MIKE: I think there are things happening in the world today that contribute to division, hatred, etc. between groups that don’t see eye-to-eye. I think the main message of this film is creating a dialogue between the two opposing sides. This film doesn’t say, “This is right, and this is wrong.” It tries to encourage a conversation between both religious communities and the non-religious communities.
You also worked on TEEN WOLF. What did you appreciate about working on that show?
MIKE: My FAVORITE moment working on TEEN WOLF was when I was fighting Linden Ashby. There’s a scene where he dropkicks me against a door. I remember thinking, “I’m getting beat up by Johnny Cage!” I loved that character in Mortal Kombat as a kid.
You also worked on the new film “Ice the Movie,” now available on Amazon. What did you enjoy about working on that film?
MIKE: We shot “Ice the Movie” during the winter in my home state of Colorado, which was great because it gave me an opportunity to go back and visit family/friends around the holidays. I play the love interest of the lead actress Maddison Bullock. While filming, I was surrounded by so many talented skaters (some of the actors were also professional skaters), so I definitely had to push myself to keep up. I played hockey as a kid, but skating on figure skates is a whole different animal. I have so much respect for professional figure skaters now. The freezing temperatures, the training, the competition and politics of the sport itself – they are forces of nature.
What can you share about your project “Lost In America”?
MIKE: “Lost in America” is a feature documentary about youth homelessness in our country, why there are so many youth on the streets, how they got there, and what some are doing to help them. We are premiering at the Nashville Film Festival next month, and then hopefully releasing to the world later in the year. For this film, I worked with director Rotimi Rainwater and an amazing team of producers to really tell the honest stories of youth living on the streets, so audiences know what is truly happening in our country. The film includes interviews with Halle Berry, Rosario Dawson, Jewel, Jon Bon Jovi and others.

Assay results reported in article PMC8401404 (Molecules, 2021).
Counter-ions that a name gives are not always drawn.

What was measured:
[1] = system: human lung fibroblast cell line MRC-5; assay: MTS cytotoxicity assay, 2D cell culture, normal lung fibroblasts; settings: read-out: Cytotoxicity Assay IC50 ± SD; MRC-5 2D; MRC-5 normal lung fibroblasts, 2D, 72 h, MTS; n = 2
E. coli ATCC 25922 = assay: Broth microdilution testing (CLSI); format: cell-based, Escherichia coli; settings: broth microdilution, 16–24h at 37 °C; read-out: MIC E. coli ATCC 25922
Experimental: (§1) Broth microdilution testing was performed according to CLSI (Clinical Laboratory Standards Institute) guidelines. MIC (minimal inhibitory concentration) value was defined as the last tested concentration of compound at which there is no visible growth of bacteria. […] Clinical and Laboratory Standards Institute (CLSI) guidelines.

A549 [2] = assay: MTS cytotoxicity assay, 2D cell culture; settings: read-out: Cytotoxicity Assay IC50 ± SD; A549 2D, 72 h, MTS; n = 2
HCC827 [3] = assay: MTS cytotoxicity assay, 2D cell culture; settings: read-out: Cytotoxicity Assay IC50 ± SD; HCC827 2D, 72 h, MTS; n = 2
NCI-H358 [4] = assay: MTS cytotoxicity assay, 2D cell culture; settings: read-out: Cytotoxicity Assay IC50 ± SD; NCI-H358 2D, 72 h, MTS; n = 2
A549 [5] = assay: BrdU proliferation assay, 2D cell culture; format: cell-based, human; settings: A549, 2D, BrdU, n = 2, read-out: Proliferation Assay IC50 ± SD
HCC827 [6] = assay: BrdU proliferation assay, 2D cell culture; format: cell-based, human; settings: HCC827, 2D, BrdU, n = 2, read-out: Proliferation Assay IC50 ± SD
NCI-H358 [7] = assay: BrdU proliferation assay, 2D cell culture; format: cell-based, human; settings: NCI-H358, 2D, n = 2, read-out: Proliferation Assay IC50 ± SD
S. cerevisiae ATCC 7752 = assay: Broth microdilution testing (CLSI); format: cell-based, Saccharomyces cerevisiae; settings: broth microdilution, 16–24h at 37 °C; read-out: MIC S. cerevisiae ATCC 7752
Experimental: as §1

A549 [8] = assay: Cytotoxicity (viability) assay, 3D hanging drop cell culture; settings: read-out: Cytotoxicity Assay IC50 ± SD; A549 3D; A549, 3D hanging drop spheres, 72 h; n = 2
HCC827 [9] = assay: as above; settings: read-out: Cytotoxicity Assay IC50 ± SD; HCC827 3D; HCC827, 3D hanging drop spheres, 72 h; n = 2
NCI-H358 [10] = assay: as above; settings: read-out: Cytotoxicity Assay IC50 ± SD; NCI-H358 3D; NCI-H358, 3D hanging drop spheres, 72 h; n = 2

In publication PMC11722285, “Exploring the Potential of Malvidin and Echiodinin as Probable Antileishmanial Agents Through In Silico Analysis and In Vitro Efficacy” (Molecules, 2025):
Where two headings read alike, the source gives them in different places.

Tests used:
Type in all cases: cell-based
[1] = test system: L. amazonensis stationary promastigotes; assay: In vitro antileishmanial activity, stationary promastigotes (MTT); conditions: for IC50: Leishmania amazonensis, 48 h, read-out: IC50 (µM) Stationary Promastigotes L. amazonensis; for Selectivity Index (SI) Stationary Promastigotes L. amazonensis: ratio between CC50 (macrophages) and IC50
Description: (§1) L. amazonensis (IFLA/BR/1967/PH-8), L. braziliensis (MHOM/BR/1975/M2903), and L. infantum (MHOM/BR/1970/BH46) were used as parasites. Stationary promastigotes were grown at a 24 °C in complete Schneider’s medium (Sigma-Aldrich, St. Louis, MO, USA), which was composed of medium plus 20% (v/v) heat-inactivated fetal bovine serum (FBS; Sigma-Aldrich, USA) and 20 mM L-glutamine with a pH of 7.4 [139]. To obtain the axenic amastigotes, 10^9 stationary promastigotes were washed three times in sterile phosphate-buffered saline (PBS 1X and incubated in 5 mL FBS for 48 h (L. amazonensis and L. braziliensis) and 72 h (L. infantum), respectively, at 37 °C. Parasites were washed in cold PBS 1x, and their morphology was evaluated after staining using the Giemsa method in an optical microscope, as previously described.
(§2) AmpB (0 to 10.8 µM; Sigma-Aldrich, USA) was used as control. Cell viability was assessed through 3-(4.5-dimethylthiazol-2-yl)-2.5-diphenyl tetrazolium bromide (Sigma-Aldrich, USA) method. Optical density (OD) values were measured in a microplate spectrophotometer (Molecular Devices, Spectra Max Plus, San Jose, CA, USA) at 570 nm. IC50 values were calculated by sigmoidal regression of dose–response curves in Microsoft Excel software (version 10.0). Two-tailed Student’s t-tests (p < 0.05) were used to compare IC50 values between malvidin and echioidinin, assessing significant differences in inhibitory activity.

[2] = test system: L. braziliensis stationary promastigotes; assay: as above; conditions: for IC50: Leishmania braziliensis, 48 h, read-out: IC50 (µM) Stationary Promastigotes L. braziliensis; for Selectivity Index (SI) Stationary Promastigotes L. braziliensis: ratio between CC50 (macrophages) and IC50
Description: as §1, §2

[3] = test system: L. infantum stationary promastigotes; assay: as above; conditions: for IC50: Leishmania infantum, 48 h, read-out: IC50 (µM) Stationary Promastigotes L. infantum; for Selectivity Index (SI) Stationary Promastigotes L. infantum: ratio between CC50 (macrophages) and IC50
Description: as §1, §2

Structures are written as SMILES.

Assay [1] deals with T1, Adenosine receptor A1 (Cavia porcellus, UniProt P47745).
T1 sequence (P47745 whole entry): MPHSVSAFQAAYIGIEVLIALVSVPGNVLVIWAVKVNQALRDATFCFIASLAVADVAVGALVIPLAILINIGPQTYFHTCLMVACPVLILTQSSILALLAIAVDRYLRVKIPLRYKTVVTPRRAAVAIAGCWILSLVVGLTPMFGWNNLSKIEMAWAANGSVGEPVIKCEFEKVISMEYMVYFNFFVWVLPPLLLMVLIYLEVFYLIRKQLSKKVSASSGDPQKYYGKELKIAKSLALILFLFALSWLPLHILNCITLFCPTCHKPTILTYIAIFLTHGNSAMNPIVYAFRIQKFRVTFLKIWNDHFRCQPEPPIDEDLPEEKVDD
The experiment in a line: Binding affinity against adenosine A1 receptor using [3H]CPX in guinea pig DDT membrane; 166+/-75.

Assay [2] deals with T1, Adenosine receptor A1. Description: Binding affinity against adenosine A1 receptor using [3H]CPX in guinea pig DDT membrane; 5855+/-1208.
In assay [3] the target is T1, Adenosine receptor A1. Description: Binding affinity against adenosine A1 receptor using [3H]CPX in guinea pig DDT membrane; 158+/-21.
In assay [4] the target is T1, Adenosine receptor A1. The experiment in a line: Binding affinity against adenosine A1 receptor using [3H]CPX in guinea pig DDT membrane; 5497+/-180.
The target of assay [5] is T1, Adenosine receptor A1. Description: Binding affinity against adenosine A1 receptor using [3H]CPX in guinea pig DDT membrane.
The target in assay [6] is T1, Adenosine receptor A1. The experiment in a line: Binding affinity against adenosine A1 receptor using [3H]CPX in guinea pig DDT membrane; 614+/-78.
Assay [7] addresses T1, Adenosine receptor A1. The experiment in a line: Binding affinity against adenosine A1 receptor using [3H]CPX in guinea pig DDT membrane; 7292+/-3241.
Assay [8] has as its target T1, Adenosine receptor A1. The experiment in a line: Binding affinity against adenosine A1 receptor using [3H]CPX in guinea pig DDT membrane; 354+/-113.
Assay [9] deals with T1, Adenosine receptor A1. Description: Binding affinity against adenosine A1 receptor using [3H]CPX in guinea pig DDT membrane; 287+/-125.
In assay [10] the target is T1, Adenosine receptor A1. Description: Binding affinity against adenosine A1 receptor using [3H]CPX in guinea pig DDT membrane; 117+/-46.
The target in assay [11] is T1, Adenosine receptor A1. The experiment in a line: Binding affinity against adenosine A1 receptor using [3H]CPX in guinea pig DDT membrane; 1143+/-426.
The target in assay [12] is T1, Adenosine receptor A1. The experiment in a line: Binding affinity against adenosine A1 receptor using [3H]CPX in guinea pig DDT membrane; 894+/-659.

You seem to be drawn to projects with big social themes. Is that a deliberate choice or fortuitous turn of events and opportunities?
MIKE: It is absolutely a choice. Years ago, a friend was involved with a documentary about child abuse. I fell in love with the story and ended up signing on to help make the film. I began producing documentaries as a form of creative activism, and shortly after, co-founded Chhibber Mann Productions with fellow actor/producer Vinny Chhibber. We both recognized the potential for film and television projects to impact certain social issues that we care about, and have been creating those projects ever since.
Are you actively involved with any charities? Which charity do you work with most? And which would like to see your fans become more involved with and support?
MIKE: I am actively involved with a number of charities that are all doing really important work, but the one that currently has my heart is Boo2Bullying. I’ve been involved with the organization as an Ambassador since 2012, and then more recently, I joined the Board and became the Director of Development, aiming to bring more programs to schools in California to help youth and communities combat bullying. We create programs and online content aimed at creating a dialogue around the issue of bullying, to help find ways to decrease incidents of bullying online and in schools.
What has surprised you most about your career so far?
MIKE: Sometimes people will come up to me in the airport or grocery store and say, “Hey I know you from – ” and I think they’re going to mention one of the larger projects that I’ve done, and then they will talk about a short film they saw at a film festival, or from a play that I did at a local theater. That’s always fun. I guess that’s a good sign that they remembered. It could have been great… or it may have been terrible, but at least it was memorable. ☺